Just like military servicemembers, the law is a calling that demands the very best. We, too, serve something far bigger than ourselves: the defense and sustainment of the rule of law. Lawyers are accustomed to long hours, late nights, and full days in fulfilling this mission. Whether facing criminal charges or civil dispute, clients enter our offices on their worst days seeking our knowledge and legal expertise. They rely upon this advice. We must serve them well, placing their interests above our own when necessary. It is simply what we are called to do.
Excellence in All We Do
The final Air Force core value is “excellence in all we do.” According to former Air Force Chief of Staff, Gen. Michael E. Ryan, “That commitment to excellence is more than desirable; in the profession of arms, it’s essential. Lives depend on the fact that we maintain high standards.” Lives depend on the law as well. Our charge is equally impactful to those we serve. For this reason, we must also ensure excellence in all we do. Whether a brief, motion, negotiation, or closing argument, our profession demands we provide our clients with the highest level of quality and service.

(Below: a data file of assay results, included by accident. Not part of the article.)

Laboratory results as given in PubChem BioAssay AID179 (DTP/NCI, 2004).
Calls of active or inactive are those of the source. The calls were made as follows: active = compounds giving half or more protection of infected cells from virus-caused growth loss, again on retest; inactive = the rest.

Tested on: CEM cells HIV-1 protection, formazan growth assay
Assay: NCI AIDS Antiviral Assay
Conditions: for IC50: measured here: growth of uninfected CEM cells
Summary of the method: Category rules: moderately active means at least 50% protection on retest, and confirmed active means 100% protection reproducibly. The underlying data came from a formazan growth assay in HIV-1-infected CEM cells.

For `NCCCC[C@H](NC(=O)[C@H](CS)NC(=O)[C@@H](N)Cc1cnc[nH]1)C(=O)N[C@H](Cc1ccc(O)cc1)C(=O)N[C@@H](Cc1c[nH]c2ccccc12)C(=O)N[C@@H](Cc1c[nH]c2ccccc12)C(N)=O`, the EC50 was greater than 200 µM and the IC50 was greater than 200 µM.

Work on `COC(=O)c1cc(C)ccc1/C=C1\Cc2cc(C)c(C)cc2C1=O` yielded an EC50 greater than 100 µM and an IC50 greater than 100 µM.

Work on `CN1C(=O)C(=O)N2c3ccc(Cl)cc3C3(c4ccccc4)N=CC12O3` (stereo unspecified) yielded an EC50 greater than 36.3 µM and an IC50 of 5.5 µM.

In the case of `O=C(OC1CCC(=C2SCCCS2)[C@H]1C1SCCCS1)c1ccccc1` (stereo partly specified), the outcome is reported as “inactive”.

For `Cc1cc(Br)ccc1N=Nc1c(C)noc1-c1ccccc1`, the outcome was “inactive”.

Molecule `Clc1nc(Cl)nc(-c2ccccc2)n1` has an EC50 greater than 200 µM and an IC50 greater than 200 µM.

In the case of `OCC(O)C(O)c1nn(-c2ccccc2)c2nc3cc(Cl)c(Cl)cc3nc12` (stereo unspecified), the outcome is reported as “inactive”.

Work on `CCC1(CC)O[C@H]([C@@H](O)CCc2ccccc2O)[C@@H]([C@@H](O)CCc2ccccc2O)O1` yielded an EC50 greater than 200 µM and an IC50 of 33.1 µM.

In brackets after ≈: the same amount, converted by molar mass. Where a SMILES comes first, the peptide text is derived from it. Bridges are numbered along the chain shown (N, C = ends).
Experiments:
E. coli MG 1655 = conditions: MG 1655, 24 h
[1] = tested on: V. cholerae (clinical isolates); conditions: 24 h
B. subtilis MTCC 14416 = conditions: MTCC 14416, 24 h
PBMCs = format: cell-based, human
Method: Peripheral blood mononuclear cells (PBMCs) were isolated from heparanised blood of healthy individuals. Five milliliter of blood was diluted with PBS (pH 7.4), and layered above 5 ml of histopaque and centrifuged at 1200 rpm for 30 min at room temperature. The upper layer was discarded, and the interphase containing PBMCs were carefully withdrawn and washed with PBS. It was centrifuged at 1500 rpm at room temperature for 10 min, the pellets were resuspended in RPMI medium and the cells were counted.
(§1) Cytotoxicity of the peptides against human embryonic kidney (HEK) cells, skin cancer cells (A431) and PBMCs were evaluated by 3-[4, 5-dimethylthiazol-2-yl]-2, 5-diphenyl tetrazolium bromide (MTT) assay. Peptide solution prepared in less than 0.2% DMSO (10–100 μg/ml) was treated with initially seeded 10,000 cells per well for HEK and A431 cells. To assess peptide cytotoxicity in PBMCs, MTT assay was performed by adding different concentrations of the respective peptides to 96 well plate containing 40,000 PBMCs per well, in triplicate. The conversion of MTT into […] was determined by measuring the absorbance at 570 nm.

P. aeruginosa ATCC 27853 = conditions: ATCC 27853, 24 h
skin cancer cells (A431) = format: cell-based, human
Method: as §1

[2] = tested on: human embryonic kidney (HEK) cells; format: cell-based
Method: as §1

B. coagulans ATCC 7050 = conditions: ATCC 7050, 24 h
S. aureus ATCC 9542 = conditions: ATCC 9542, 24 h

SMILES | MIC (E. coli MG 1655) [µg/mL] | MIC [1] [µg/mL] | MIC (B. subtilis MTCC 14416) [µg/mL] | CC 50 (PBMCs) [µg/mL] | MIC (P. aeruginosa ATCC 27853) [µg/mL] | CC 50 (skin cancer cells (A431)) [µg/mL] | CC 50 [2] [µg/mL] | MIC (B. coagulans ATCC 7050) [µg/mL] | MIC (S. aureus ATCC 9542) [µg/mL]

We must also remember that this core value reminds us to ensure “excellence in all we do.” It is not simply a charge for your professional life but your personal life as well. We cannot shirk our duties to our family, our friends, and our own well-being. It begins in the home with our spouses, children, and loved ones. While deployed to the Middle East, I committed myself to tucking my children into bed each night despite my distance and demands. Doing so required that I wake at 4 a.m. each day in the hopes of finding a wireless signal. My wife and children each received daily time, where we would catch up on the events of the day and read our nighttime stories. Regardless of the circumstances—or the time I was finally able to hit the sack—I was up the next morning ready to connect with my family. It was the most difficult part of my deployment and what I am most proud of accomplishing.